Has the Catholic Church gone soft on Communism? It seems an absurd question, given the Church’s record against it, but one might have thought as much, given some of the commentary leading up to Pope Benedict’s visit to Cuba.
A week ago, Mary Anastasia O’Grady, the respected Latin affairs columnist for the Wall Street Journal, reported on the “deep frustration” of Cuba’s human-rights defenders who feel abandoned by the Church. She was followed by Senator Marco Rubio, who expressed fear that the Catholic hierarchy had “negotiated themselves a space of operation” in Cuba, “in exchange for looking the other way” regarding the regime’s crimes. National Review, usually very supportive of the papacy, posted numerous threads criticizing Benedict and the local Church for not publicly embracing Cuba’s dissidents; and one Miami Herald columnist went so far to declare: “The Cuban Church hierarchy will go down in history as siding with the oppressors, rather than the oppressed.
What’s going on here?
Part of it is the legitimate frustration toward a regime that never has received the worldwide condemnation it deserves, particularly from certain celebrities, intellectuals and even, alas, Christians. After seizing power in 1959, “Fidel Castro jailed, killed, or exiled 3,500 Catholic priests and nuns,” reports Foreign Affairs. “His regime confiscated seminaries and nationalized all Catholic properties. The first Cuban Cardinal, Manuel Arteaga y Betancourt, took refuge in the Argentinian embassy. From 1959 to 1992, Cuba was officially an atheist state.”
Despite moderating somewhat after John Paul II’s historic visit to the island in 1998, Cuba is still a grim dictatorship by any civilized standard. In its 2012 Annual Report, the US Commission on International Religious Freedom detailed the country’s continuing suppression of religious liberty, and Amnesty International reports that “Cuba has intensified its harassment of dissidents and human rights activists. . . . there were 2,784 cases of human rights abuses between January and September 2011, which is 710 more than in the whole of the previous year.”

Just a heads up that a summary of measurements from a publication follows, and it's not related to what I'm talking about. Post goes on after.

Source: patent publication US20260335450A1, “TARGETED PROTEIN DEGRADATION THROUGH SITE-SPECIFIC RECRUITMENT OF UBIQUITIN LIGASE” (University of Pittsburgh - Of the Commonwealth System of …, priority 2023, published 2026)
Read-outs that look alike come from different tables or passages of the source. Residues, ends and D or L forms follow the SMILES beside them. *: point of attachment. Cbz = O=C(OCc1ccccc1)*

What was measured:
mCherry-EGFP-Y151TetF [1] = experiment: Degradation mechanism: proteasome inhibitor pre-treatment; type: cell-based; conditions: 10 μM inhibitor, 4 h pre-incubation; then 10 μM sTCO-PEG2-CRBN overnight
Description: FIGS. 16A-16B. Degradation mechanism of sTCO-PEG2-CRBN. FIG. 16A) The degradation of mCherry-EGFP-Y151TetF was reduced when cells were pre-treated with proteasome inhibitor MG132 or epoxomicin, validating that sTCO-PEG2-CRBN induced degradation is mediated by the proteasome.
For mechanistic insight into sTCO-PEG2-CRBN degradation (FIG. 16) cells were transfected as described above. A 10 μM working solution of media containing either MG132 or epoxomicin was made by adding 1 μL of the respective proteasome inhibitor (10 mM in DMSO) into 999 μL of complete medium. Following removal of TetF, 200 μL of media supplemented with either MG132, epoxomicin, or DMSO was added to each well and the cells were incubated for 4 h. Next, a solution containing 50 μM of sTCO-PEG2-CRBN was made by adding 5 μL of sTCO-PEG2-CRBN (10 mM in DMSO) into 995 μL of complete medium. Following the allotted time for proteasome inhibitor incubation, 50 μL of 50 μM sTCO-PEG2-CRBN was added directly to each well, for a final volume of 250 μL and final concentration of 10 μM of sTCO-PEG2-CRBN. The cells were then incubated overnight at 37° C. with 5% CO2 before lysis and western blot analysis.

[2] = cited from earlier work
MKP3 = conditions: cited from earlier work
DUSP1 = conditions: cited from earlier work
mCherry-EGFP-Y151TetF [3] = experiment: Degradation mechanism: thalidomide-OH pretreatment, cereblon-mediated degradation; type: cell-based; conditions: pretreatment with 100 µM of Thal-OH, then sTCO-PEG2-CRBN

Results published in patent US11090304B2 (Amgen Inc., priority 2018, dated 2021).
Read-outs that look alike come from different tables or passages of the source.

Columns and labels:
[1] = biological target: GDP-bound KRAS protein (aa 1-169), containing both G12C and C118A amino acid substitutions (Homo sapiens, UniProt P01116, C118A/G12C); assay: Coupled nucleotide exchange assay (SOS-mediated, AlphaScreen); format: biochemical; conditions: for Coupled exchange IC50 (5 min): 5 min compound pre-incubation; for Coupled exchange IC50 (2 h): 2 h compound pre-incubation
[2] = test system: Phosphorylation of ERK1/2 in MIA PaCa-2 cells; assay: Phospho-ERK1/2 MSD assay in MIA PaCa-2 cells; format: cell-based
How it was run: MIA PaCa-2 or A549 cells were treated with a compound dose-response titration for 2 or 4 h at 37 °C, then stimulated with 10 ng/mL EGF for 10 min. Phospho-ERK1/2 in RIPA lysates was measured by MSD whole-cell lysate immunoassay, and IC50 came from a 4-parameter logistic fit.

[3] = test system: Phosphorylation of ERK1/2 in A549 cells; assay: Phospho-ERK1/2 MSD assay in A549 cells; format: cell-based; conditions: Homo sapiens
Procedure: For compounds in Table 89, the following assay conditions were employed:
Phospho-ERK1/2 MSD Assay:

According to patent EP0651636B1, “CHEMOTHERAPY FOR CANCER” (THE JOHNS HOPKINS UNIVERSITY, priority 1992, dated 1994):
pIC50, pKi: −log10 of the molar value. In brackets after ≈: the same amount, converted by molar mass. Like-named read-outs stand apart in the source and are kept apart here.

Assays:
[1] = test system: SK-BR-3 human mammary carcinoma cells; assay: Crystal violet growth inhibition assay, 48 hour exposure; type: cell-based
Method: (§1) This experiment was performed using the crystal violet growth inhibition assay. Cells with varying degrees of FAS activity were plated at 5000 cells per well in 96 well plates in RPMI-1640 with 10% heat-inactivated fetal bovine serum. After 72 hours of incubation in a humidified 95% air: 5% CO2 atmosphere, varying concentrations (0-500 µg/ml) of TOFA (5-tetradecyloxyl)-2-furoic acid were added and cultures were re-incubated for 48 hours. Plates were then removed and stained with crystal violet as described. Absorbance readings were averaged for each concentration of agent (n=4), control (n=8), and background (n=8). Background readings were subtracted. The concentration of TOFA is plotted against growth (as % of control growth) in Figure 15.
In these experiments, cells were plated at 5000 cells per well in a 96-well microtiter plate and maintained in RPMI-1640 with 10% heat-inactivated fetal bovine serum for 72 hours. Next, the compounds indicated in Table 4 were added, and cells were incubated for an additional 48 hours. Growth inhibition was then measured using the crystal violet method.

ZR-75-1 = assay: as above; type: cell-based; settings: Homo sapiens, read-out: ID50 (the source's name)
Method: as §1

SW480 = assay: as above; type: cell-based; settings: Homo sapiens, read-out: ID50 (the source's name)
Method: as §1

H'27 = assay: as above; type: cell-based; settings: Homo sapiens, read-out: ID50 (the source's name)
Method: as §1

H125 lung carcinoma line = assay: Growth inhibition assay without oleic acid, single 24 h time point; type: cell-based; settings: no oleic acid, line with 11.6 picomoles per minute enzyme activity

The Church’s controversial response has been to adopt a diplomatic, rather than confrontational, stance, and to look toward a post-Communist future—even though Communism remains very much alive on the island. The debate came to a boil recently when Cardinal Jaime Ortega, the archbishop of Havana, frustrated by a standoff with dissidents occupying one of his church’s, asked the authorities to remove them (after winning assurance the group would not be prosecuted). The Vatican has also announced that the pontiff has no plans to meet with dissidents or their relatives during his trip (perhaps fearing it would do no good and/or lead to even more reprisals).
These are questionable judgments, and the Church should be open to “fraternal correction” from those who have fought so long and courageously for freedom in Cuba. At the same time, and in fairness, Cardinal Ortega has had much better moments. As recently as 2010, the BBC reported how the Cardinal openly compared Cuba’s socialist system to a “Stalinist-style bureaucracy,” and “also urged the Communist authorities to free all political prisoners.”
As for Benedict, he is hardly an appeaser of Communism. In fact, on the plane trip from Rome, the Pope consigned Cuban Communism to the ash heap of history (to recall Ronald Reagan’s memorable phrase), asserting: “Today it is evident that Marxist ideology in the way it was conceived no longer corresponds to reality.” Reuters reported that Benedict’s comments were surprisingly blunt, noting: “The 84-year-old pontiff’s comments reflected the Church’s history of anti-Communism and were more pointed than anything his predecessor John Paul II said on his groundbreaking visit to Cuba 14 years ago.” Benedict added: “It is obvious that the Church is always on the side of freedom, on the side of freedom of conscience, of freedom of religion, and we contribute to this sense.”